Wild Jam

This is an exciting collaboration between Wilderhood Watch and six St Albans allotment sites, funded by a grant from the RHS.

Our intention is to run Wilderhood Watch projects on all participating allotments, encouraging and supporting plot holders to grow produce in a more wildlife friendly way.

Before choosing which project or projects would be best suited for our allotments, we carried out habitat surveys to assess what already exists on our sites. We sent these out to all our plot holders, asking them what aspects of gardening for wildlife they’d particularly like us to focus on. Also, our recent wildflower, invertebrate, small mammal, bird and reptile bioblitzes provided valuable information.

As evidenced by the surveys we carried out at the beginning of the project, most allotment sites showed interest in creating Pollinator Highways. Growing meadows in communal areas and advising on pollinator friendly planting will help to achieve this, as well as swapping organically grown plants and seeds. Plot holders were also keen to provide more water for wildlife, so we are drawing inspiration from our Toad Road project to dig ponds.

By March 2024 Camp 1 and Folly Lane allotments had dug and lined their ponds. The RHS grant was used to fund the pond liner and materials, and will also be useful for purchasing any wildflower plants, marginals or signs needed for in or around the ponds. Bradshaw Direct https://bradshawsdirect.co.uk/ was especially helpful and gave us all the materials at a discount.

We are also involving the key streets which run between our allotments by finding residents who would be willing to coordinate a Wilderhood Watch project. They will be well supported by all of the organisations involved, and have already been invited to a Pond Talk which took place on April 17 2024. We are now advertising a Swift Talk with Clive from Hertford Swifts on May 29th. As many local residents are currently installing swift boxes on their houses in collaboration with Clive, Meg from Fleetville Swifts and Wilderhood Watch, this should be very well attended. Plans are also afoot to hold a Bat Talk, which we hope will encourage people to run Bat Corridor projects along their streets.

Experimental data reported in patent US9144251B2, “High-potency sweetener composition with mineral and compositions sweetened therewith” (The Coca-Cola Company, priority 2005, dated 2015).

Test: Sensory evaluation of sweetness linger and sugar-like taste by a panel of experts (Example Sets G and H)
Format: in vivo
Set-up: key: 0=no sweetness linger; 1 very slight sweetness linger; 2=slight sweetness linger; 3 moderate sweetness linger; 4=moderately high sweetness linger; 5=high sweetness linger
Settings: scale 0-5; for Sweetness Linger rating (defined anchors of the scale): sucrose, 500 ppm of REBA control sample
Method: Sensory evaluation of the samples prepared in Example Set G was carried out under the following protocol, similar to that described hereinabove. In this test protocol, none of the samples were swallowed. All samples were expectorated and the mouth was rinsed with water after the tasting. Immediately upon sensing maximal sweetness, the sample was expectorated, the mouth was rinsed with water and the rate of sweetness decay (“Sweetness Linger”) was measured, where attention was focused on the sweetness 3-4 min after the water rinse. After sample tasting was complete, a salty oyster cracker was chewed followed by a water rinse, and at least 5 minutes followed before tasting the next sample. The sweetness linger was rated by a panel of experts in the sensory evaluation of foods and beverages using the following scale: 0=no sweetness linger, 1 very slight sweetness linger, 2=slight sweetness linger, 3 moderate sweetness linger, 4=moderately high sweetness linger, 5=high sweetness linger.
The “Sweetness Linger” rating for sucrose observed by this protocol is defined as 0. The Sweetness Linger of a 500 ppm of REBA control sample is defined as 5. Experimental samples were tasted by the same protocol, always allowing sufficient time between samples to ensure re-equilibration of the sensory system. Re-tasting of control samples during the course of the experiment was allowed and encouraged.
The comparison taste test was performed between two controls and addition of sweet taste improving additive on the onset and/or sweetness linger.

All allotment holders plus residents on surrounding streets were invited to a fascinating talk by Dave Willis from the Herts Amphibian and Reptile Group.

We hope involving both allotment plot holders and residents of nearby streets will ultimately not only create more space for wildlife within our allotments, but enable animals to travel safely between allotments via these newly linked gardens.

Mini projects

While deciding on our main project, we allocated funds for smaller projects on each site. Sandridge rd allotments will be giving away pollinator friendly plug plants such as borage and nasturtiums, as well as planting native perennials and hedging plants. Cottonmill allotments has bought a battery powered heavy duty strimmer to help with habitat management and Folly Lane allotments has put up 17 small flat packed bird boxes. These were constructed by a small team on the weekend of February 25th and were then installed around the allotment. Camp 1 and Nunnery allotments have purchased 10 bird boxes each and will also be creating other useful habitats.

Folly Lane’s sparrow boxes have been installed close to each other as sparrows like to live in colonies. The hole size is 32mm.

Folly Lane, Nunnery and Sandridge allotments will also soon be installing bat boxes provided by The Wildlife Community , who generously sold us both these and the bird boxes at cost price.

Camp allotment has planted 6 packs of native hedging saplings along one of its boundaries.

Training

Margaret Harris from Cottonmill allotments very kindly offered her expertise to help allotment holders create habitat maps of their allotment sites. This helped members to identify where the need is greatest in terms of habitat creation and enhancement.

Margaret is also encouraging allotment holders to carry out their own bioblitzes, and has created a document which explains the process. If this is something you would be interested in doing, please download the word document here:

Margaret is now currently arranging to carry out flower surveys at both Folly Lane and Camp allotments with the help of some willing HMWT volunteer surveyors. She is also surveying some new Wilderhood Watch Buzz Stops, three of which are located on Beech rd, which is on the route between Sandridge and Folly Lane allotments.

We are very excited to be training 9 allotment plot holders to become Wildlife Allotment Champions. These will join our Wildlife Gardening Champions in encouraging plot holders and residents to garden in a wildlife friendly way. Once they have completed the HMWT training in May 2024 they will be qualified to visit garden and plot holders to give advice on how to grow vegetables while creating essential food and habitat for wildlife.

Allotment network

  1. Sandridge Rd Allotments including Beech Rd and Bernard’s Heath Junior School (via Marshall Ave, Sandridge Rd, Grange St, Church St and Folly Lane to the Folly Lane Allotments)
  2. Folly Lane Allotments including Goldsmith Way and Artisan Cresc (via the Victoria playing fields, Verulam Rd, London Rd, Watson’s Walk and Cottonmill Lane to the Cottonmill, Sopwell and Nunnery Allotments).
  3. Cottonmill, Sopwell and Nunnery Allotments including Old Sopwell Gardens, Prospect Rd and St Peter’s School (via the Alban Way, Orient Close and Camp Rd to the Camp Allotments)
  4. Camp Allotments including Springfield Rd (via Camp Rd, Lemsford Rd, Lancaster Rd, Sandridge Rd and Marshall Ave back to the Sandridge Rd Allotments).

If you are a plot holder on any of the participating allotments or live on any of the above streets we would love to hear from you! Please contact Nadia (nadia@wilderhoodwatch.org) or Tricia (triciagibbonsuk@yahoo.co.uk) for further details.